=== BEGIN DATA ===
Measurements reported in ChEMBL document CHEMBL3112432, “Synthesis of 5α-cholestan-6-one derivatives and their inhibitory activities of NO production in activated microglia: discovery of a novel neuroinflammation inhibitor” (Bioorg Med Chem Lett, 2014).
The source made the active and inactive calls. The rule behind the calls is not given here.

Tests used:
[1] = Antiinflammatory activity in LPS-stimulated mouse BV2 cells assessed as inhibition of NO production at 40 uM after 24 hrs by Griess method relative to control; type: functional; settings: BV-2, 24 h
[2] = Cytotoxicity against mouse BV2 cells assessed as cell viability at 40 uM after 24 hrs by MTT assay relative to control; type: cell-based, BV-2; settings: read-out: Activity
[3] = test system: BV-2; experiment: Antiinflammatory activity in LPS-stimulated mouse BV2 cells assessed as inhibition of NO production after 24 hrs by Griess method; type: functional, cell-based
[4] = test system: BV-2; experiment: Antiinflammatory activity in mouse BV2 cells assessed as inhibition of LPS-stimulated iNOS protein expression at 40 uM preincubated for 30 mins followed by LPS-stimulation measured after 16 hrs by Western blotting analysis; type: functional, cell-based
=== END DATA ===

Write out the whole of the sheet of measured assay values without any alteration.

Measurements reported in ChEMBL document CHEMBL3112432, “Synthesis of 5α-cholestan-6-one derivatives and their inhibitory activities of NO production in activated microglia: discovery of a novel neuroinflammation inhibitor” (Bioorg Med Chem Lett, 2014).
The source made the active and inactive calls. The rule behind the calls is not given here.

Tests used:
[1] = Antiinflammatory activity in LPS-stimulated mouse BV2 cells assessed as inhibition of NO production at 40 uM after 24 hrs by Griess method relative to control; type: functional; settings: BV-2, 24 h
[2] = Cytotoxicity against mouse BV2 cells assessed as cell viability at 40 uM after 24 hrs by MTT assay relative to control; type: cell-based, BV-2; settings: read-out: Activity
[3] = test system: BV-2; experiment: Antiinflammatory activity in LPS-stimulated mouse BV2 cells assessed as inhibition of NO production after 24 hrs by Griess method; type: functional, cell-based
[4] = test system: BV-2; experiment: Antiinflammatory activity in mouse BV2 cells assessed as inhibition of LPS-stimulated iNOS protein expression at 40 uM preincubated for 30 mins followed by LPS-stimulation measured after 16 hrs by Western blotting analysis; type: functional, cell-based